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Last edited by Thurman; 04-09-2013 at 04:28 PM. Reason: OOPs, it worked when I posted the comment. Thanks
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Old 04-09-2013, 09:45 PM   #6
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Counterbored washer


If you know anybody with a small lathe, it should be very simple to make what you are looking for. Since you only need 4 of them. It wouldn't take long at all. You could even make them out of stainless so they wouldn't rust in your application!
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Old 04-10-2013, 08:31 AM   #7
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Counterbored washer


I've seen these simply referred to as cup washers....but a quick intarwebz search yielded very little of the type you're looking for ( tons of the "finishing washer" style), in metal/steel at least. A few in plastic and aluminum, but I doubt either of those would do you any good.

I did see something on a custom motorcycle website, but they were chromed. You may want to try places like that - custom car/motorcycle builders websites, as that's predominantly where I've seen these over the years, they're used in a "decorative" manner in addition to whatever structural support they provide. Even if a custom place doesn't have exactly what you're looking for, they might be able to point you in the right direction.
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Old 04-10-2013, 09:27 AM   #8
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Counterbored washer


You can get these from Misumi:
http://us.misumi-ec.com/us/ItemDetail/10300233040.html
You are going to pay more for these washers. A washer as you described has to be machined on a lathe. A standard flat washer will be stamped in a press, faster than you can count them. But I still don't see what this gets you that you don't get from a heavy flat washer.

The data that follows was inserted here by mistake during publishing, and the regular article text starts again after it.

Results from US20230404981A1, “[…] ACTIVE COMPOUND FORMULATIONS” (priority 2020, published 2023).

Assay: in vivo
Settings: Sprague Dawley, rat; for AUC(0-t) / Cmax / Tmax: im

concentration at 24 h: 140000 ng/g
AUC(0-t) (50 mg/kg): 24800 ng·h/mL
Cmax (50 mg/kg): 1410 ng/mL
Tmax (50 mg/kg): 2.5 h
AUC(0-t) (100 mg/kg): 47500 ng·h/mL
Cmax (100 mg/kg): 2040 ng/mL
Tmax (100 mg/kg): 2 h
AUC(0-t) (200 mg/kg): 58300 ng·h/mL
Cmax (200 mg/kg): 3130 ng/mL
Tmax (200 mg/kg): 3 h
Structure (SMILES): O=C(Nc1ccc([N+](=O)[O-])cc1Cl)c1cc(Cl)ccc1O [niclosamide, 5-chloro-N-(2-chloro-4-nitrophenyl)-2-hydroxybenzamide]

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Old 04-10-2013, 09:31 AM   #9
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Counterbored washer


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Originally Posted by SPS-1 View Post
But I still don't see what this gets you that you don't get from a heavy flat washer.
Quote:
Originally Posted by Thurman View Post
we ran test on some rather large pillow block bearings (somewhere around a six-inch shaft) and proved the regular flat washers will bend down into the slot under moderate pressure/torque. Even so called "heavy-duty" washers will bend under enough torque prior to the specific torque we were looking for. These counterbored washers would not bend, or give, into the slot area. Maybe because of the side walls of this type washer.
Emphasis added.
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Old 04-10-2013, 05:59 PM   #10
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Counterbored washer


Found 'em: I work for Fastenal part-time, so we (the three of us at work) put our heads together (more like the Three Stooges) and did some thinking. My manager called the big Fastenal, got the right person to talk to and asked about these. We supplied them with my crude drawing and they came up with two answers: 1) Fastenal has a complete tooling/machine shop service and all I have to do is supply a working drawing and they will make me a dozen FREE of charge. 2) They found a tooling company in Michigan that makes these every day for a distributor. This makes sense, I worked for GM and this company in Michigan may have made them for GM. The Michigan company supplied this photo to Fastenal which sent it to me: